Understanding Schizophrenia

Understanding Schizophrenia

Before discussing schizophrenia, lets us briefly discuss classifications of diseases in psychiatry. Psychiatry has given a simple classification of psychiatric disorders:
1. Neurotic: When contact of the individual with reality is not broken, like Anxiety, OCD, PTSD, Conversion disorders.
2. Psychotic: When contact of the individual with reality is broken, like Schizophrenia, Schizotypal disorder.
Mental health and well-being are crucial for the normal functioning and behaviour of every individual. People with mental disorders often face ill-treatment from society.
Schizophrenia is one such mental condition in which patients experience things that do not exist. Schizophrenia is a chronic and severe mental disorder associated with the abnormal interpretation of reality, affecting more than 20 million people worldwide.
People with schizophrenia suffer from other combinations of mental conditions such as hallucinations, extremely disordered thinking, and also behavioural disorders that impact their routine. Men between 15 and 25 years of age and women between ages 20 and 30 are more prone to schizophrenia.
It is pertinent to clear the myths and facts about schizophrenia. Here are some of the commonly believed myths:
Myth 1: People with schizophrenia have a split personality. No! The fact is, the word ‘schizophrenia’, which is derived from the Greek language, means split-brain and not a split personality. A schizophrenic patient has two ways to think of any issue, but it does not mean that the person has dual behaviour.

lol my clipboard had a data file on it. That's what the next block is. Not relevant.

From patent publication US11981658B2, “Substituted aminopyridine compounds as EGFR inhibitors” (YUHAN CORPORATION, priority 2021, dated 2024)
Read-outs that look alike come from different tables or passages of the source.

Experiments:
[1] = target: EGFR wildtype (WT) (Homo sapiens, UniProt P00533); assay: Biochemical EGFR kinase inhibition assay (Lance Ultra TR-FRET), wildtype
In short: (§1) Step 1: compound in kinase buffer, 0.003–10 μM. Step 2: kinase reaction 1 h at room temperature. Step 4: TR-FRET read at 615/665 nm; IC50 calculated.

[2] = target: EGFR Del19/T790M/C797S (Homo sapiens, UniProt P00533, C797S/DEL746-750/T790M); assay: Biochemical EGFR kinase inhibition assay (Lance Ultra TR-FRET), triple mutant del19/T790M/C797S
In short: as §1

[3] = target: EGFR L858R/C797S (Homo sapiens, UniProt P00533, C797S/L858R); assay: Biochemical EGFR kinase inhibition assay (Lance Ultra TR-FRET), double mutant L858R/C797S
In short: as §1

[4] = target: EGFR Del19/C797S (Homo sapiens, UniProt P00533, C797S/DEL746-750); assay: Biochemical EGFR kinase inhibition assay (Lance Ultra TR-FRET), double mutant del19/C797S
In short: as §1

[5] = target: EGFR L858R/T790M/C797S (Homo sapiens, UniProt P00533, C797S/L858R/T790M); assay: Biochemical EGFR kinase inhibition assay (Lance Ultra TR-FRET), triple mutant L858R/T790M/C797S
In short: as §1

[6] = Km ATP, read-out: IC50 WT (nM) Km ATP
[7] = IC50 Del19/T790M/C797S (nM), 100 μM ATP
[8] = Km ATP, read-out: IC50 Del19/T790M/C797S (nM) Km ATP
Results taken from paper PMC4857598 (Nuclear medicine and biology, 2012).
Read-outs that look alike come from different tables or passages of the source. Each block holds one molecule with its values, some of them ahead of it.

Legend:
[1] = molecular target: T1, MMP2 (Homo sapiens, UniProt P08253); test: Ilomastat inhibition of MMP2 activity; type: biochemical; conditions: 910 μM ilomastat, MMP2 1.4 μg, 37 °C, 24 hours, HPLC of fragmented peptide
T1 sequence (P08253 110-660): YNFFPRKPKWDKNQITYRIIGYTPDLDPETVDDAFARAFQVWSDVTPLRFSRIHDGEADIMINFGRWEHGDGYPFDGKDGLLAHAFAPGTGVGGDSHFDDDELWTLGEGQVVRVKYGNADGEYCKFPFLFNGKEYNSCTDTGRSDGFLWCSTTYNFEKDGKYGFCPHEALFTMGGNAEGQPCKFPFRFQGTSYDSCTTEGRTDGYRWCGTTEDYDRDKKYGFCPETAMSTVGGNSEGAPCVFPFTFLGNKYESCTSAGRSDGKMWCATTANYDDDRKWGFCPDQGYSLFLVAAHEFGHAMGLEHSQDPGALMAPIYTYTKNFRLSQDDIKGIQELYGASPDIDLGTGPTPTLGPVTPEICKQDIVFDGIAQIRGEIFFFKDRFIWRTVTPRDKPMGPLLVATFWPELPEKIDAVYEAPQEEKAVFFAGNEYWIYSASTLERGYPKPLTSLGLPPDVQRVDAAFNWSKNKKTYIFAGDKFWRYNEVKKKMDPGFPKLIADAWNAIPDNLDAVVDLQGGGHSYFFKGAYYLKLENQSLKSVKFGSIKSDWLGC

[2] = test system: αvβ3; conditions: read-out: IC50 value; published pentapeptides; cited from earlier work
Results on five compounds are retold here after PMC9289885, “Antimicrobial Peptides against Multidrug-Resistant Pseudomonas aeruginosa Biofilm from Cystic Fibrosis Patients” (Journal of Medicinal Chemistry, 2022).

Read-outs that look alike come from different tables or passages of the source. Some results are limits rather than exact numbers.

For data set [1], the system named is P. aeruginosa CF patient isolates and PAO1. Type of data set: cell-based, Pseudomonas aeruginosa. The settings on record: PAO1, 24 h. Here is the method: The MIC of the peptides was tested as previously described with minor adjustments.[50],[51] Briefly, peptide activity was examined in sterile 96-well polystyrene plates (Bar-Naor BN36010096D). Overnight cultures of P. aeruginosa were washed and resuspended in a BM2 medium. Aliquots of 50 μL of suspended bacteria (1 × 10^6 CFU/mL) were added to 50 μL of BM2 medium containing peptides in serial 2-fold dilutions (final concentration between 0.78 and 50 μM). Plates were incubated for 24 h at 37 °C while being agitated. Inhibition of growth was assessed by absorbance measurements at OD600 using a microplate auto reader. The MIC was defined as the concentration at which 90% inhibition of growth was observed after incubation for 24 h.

Myth 2: Schizophrenia patients are harmful to live with. No! The fact is that the patients with schizophrenia often harm themselves rather than others.
Myth 3: Schizophrenia is hereditary. No! Schizophrenia is not a genetically inherited condition. Schizophrenia symptoms may vary in teenagers and adults, since the symptoms in teenagers are difficult to recognize. In teenagers, schizophrenia symptoms are similar to typical adolescent behaviour such as withdrawal from family and friends, drop in academic performance, sleep trouble, irritability and depression, lack of motivation and enthusiasm. Adults are likely to have delusions and visual hallucinations. As an impact of the symptoms found in teenagers or adults, the patient’s quality of life is hampered and may also lead to complications such as suicidal thoughts, alcohol and drug abuse, victimisation, and aggressive behaviour, causing harm to self and others.
How to help patients living with schizophrenia?
Encourage and support people with love and affection. Take timely medical advice from healthcare professionals. Above all, awareness about the disease is of utmost importance for the patient and their relatives. Let’s spread awareness about the disease and promote stable mental health for all.

—The writer can be mailed for any feedback/queries at arifmaghribi@yahoo.com

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